If, when making decisions, more of us asked “what’s best for humanity?” instead of “what’s best for me?” then our problems would fade. Though we may disagree about what is best for humanity, it is the act of approaching decisions through this collective lens that makes all the difference. Greed would evaporate, and violence would be unthinkable. And, most importantly, sociopaths would become outcasts, rather than the political and economic leaders they currently are.

So how do we do this? How do we bring about this spiritual revolution? Well, I could write about this for pages and pages. Instead, I’ll confine myself to the broad strokes.

Ten percent is the threshold for any revolution. Ten percent of people is critical mass. Ten percent is all we need. And ten percent is not so large a number.

Start with yourself. In other words, be the change you want to see in the world. Then move outwards by encouraging the people immediately around you to follow suit. The spiritual revolution is a grass roots one, indeed.

Further, there are things you can do that make it easier to be nice. Choose happiness every single morning—it’s really as simple as making the choice. Focus on what you have, not on what you want; on the change you want to see, not on what needs changing; and on the common ground, not on the disagreements. Meditate, as both Harvard scientists and the Buddha agree that it’s really good for you. Eat healthier, and get more magnesium and vitamin B-12 in particular. Exercise. Unplug from electronics for a period every day, and spend some time in nature. Please, please, please stop watching or reading the news. It’s mostly lies, and it’s designed to tap into your base instincts and brainwash you. Hell, stop watching TV entirely, especially the commercials, and stop paying attention to what celebrities are doing. Read books, and keep a journal.

Though I could go on and on here, the underlying theme is easy to understand. Do things that improve the connection between mind, body, and consciousness, for doing them makes it easier to be nice.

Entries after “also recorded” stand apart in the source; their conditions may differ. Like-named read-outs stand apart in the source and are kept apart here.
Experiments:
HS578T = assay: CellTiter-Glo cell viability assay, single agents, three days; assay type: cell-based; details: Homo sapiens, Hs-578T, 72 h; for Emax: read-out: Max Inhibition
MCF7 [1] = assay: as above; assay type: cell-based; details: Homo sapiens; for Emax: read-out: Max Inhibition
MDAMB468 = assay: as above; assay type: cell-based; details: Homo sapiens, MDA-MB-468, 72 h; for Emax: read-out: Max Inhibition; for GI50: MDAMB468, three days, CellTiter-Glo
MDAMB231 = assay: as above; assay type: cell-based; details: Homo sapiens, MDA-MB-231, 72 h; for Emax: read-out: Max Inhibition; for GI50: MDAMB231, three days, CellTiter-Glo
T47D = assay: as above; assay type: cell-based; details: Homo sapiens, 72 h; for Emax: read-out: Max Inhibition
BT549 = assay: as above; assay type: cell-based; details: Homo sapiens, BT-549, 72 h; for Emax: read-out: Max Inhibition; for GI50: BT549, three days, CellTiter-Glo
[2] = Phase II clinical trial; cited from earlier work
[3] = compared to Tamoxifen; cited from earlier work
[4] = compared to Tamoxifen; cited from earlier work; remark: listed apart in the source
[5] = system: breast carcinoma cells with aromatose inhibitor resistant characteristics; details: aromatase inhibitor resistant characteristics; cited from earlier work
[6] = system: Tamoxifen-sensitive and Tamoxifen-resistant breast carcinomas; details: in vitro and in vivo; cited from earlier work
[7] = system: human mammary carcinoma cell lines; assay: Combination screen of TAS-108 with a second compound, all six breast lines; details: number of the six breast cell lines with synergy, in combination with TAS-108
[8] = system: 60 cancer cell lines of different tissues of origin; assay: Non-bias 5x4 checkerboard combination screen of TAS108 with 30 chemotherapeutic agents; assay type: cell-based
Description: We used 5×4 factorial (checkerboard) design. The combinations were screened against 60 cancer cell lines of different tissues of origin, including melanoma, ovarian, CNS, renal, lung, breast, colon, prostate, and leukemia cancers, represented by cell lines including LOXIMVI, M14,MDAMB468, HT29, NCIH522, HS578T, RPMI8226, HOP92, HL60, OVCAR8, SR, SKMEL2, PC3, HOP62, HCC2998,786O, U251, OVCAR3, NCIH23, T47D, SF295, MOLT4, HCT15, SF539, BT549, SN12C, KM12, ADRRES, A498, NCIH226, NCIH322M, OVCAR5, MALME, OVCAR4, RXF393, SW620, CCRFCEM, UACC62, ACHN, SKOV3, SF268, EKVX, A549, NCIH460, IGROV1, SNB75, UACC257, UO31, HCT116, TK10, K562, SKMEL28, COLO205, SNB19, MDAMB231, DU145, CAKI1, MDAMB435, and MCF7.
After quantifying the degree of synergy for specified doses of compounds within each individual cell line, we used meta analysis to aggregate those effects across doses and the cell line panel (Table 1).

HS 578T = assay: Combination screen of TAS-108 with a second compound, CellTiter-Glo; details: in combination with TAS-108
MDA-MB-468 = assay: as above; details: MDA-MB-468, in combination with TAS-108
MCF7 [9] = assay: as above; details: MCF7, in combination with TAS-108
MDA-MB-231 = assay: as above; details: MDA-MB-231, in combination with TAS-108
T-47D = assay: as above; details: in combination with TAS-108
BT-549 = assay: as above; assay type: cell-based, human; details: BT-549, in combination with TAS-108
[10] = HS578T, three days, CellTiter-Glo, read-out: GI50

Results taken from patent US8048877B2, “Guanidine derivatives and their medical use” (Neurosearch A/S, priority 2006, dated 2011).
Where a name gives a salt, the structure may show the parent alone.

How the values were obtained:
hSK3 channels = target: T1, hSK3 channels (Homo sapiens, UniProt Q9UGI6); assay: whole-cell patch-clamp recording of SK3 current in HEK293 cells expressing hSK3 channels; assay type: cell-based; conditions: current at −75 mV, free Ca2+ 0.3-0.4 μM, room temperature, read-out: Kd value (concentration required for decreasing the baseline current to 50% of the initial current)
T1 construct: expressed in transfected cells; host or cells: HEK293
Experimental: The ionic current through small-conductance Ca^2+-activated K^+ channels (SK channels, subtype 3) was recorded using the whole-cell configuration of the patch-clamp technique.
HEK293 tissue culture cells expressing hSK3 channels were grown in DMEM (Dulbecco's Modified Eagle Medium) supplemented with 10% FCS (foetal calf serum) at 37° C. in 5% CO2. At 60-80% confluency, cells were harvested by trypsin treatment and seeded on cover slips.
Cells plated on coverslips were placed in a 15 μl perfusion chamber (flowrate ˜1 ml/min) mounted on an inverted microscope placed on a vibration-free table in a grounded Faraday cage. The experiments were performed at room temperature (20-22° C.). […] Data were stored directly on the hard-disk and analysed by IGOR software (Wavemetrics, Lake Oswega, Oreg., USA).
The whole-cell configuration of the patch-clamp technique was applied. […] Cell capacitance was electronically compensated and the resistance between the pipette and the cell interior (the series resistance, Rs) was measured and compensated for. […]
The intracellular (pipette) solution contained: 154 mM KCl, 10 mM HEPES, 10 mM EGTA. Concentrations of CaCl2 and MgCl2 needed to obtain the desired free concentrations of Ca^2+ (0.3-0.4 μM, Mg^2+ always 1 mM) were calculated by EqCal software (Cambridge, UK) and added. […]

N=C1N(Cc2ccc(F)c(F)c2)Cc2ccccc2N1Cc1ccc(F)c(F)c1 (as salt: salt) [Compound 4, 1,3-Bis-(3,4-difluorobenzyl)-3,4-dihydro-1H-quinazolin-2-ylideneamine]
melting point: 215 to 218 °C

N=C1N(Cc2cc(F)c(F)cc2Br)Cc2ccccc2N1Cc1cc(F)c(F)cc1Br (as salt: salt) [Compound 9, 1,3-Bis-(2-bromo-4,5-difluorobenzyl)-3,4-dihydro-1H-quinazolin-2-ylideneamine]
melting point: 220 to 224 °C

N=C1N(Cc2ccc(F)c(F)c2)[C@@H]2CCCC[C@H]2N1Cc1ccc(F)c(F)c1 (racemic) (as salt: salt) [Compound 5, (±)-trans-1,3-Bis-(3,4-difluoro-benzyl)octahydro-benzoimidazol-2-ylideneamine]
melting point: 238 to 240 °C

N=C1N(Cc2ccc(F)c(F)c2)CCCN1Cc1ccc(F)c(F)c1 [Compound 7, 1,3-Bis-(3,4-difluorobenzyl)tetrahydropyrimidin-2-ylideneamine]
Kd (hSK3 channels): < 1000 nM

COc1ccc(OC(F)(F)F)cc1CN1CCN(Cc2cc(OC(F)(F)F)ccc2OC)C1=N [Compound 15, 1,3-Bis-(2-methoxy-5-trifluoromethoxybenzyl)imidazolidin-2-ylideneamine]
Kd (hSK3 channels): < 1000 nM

This piece is supposed to be about the Second Amendment, yet here I am talking about the phony right-left divide and the need for a spiritual revolution. Though it’s true that I’ve arrived at those topics by examining the reasons why the amendment exists, the connection between the three feels tangential at best. I promise, they’re all part of the same discussion. Allow me to tie it all together.

The Second Amendment debate provides us with a rare opportunity to truly evolve—to expose the phoniness of the purported right-left divide and to spur on a spiritual revolution, doing both in striking fashion. How, you ask?

Simple. Consider the full context. The elite uses the Second Amendment debate to divide us, just as it does with so many others. Yet, there is something unique about this debate: a piece that the elite need to hide, for it scares the hell out of them. This piece? The fact that one of the reasons the amendment exists is to protect the citizenry’s ability to violently overthrow the government. This simple fact sets the Second Amendment debate apart from all other tools of division. This simple fact is what deserves our focus.

Stop talking about hunting. Stop treating the rights to keep and bear arms as absolute. Stop thinking that easy access to guns is the root of gun violence. Stop trying to ignore the Constitution. And note that, though the first two sentences are directed at gun rights advocates and the second two are directed at gun control ones, all four are in the same paragraph.

Gun rights advocates, stop treating the gun control crowd as smug liberals who want to trample on your rights because of a few psychopathic mass-murderers. Recognize that they have legitimate worries about violence. Gun control advocates, stop treating the gun rights crowd as stupid conservatives who love their weapons so much that they think dead people are a small price to pay for them. Recognize that they believe regulation only worsens the violence.

And, to both sides, re-center the debate around the Second Amendment’s real purpose: there is an undeniable need to protect ourselves from each other and from our government. Only when we make this our focus will we be able to eliminate the reasons that this need even exists.

To do all this is to tell the elite to go fuck themselves. To tell them that we will not allow them to divide us, that we will not allow them to brainwash us, that we will not allow them to hide the facts from us. The time is now, and we have a real opportunity before us. We can either rise above and evolve—using a discussion about guns as our vehicle—or we can let the elite put one more crucial nail in our collective coffin. Make no mistake. The Second Amendment debate is off track, and righting it can help save humanity. Let’s tell the elite that, though we prefer to overthrow them spiritually, we haven’t forgotten our ability to do so violently.